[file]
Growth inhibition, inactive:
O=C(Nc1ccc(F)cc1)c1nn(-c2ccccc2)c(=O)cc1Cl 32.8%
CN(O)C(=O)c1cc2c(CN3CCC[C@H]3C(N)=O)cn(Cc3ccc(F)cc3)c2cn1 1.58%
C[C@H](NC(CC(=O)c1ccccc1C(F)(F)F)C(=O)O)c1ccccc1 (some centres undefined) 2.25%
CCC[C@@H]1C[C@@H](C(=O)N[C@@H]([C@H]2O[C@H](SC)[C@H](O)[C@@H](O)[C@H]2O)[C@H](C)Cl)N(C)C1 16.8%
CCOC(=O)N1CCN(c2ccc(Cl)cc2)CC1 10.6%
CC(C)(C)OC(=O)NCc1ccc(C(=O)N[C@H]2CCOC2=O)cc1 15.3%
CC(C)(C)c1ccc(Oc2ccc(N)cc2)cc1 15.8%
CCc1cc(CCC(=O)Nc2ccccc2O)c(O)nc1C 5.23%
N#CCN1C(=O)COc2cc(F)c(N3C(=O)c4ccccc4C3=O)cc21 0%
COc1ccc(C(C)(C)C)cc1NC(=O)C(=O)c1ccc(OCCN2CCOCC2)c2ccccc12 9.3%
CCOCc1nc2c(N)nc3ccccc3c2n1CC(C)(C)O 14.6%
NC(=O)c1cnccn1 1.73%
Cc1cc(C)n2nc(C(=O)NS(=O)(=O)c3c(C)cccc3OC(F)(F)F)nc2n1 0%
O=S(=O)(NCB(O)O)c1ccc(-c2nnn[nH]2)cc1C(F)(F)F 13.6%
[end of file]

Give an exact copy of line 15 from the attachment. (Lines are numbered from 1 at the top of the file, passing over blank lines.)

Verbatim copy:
O=S(=O)(NCB(O)O)c1ccc(-c2nnn[nH]2)cc1C(F)(F)F 13.6%